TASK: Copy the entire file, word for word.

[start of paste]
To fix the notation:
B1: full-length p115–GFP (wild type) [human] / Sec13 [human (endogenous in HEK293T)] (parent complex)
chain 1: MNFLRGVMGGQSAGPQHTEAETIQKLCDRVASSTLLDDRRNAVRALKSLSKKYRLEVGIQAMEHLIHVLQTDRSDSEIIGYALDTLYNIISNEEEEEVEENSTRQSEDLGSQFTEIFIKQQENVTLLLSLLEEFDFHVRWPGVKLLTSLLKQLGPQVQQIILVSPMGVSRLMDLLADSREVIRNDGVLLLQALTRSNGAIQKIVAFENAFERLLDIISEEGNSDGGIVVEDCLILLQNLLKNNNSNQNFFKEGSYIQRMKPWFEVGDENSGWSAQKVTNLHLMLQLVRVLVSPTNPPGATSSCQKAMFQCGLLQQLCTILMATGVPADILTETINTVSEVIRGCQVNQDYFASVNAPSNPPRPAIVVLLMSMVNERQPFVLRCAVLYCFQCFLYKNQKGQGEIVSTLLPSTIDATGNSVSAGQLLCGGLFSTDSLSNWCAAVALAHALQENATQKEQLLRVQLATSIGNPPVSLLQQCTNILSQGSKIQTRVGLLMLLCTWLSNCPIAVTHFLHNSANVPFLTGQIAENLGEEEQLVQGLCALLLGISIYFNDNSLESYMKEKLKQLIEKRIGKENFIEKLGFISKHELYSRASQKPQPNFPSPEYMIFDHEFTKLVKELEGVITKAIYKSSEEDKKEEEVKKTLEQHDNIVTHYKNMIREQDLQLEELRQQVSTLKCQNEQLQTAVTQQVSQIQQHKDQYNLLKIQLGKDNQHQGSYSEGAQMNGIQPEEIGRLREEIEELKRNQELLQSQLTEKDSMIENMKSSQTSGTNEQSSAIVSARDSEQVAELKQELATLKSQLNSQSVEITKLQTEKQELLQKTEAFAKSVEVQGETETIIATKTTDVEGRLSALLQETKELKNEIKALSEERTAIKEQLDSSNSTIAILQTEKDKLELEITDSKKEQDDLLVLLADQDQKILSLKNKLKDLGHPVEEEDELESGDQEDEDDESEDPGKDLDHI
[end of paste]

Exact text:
To fix the notation:
B1: full-length p115–GFP (wild type) [human] / Sec13 [human (endogenous in HEK293T)] (parent complex)
chain 1: MNFLRGVMGGQSAGPQHTEAETIQKLCDRVASSTLLDDRRNAVRALKSLSKKYRLEVGIQAMEHLIHVLQTDRSDSEIIGYALDTLYNIISNEEEEEVEENSTRQSEDLGSQFTEIFIKQQENVTLLLSLLEEFDFHVRWPGVKLLTSLLKQLGPQVQQIILVSPMGVSRLMDLLADSREVIRNDGVLLLQALTRSNGAIQKIVAFENAFERLLDIISEEGNSDGGIVVEDCLILLQNLLKNNNSNQNFFKEGSYIQRMKPWFEVGDENSGWSAQKVTNLHLMLQLVRVLVSPTNPPGATSSCQKAMFQCGLLQQLCTILMATGVPADILTETINTVSEVIRGCQVNQDYFASVNAPSNPPRPAIVVLLMSMVNERQPFVLRCAVLYCFQCFLYKNQKGQGEIVSTLLPSTIDATGNSVSAGQLLCGGLFSTDSLSNWCAAVALAHALQENATQKEQLLRVQLATSIGNPPVSLLQQCTNILSQGSKIQTRVGLLMLLCTWLSNCPIAVTHFLHNSANVPFLTGQIAENLGEEEQLVQGLCALLLGISIYFNDNSLESYMKEKLKQLIEKRIGKENFIEKLGFISKHELYSRASQKPQPNFPSPEYMIFDHEFTKLVKELEGVITKAIYKSSEEDKKEEEVKKTLEQHDNIVTHYKNMIREQDLQLEELRQQVSTLKCQNEQLQTAVTQQVSQIQQHKDQYNLLKIQLGKDNQHQGSYSEGAQMNGIQPEEIGRLREEIEELKRNQELLQSQLTEKDSMIENMKSSQTSGTNEQSSAIVSARDSEQVAELKQELATLKSQLNSQSVEITKLQTEKQELLQKTEAFAKSVEVQGETETIIATKTTDVEGRLSALLQETKELKNEIKALSEERTAIKEQLDSSNSTIAILQTEKDKLELEITDSKKEQDDLLVLLADQDQKILSLKNKLKDLGHPVEEEDELESGDQEDEDDESEDPGKDLDHI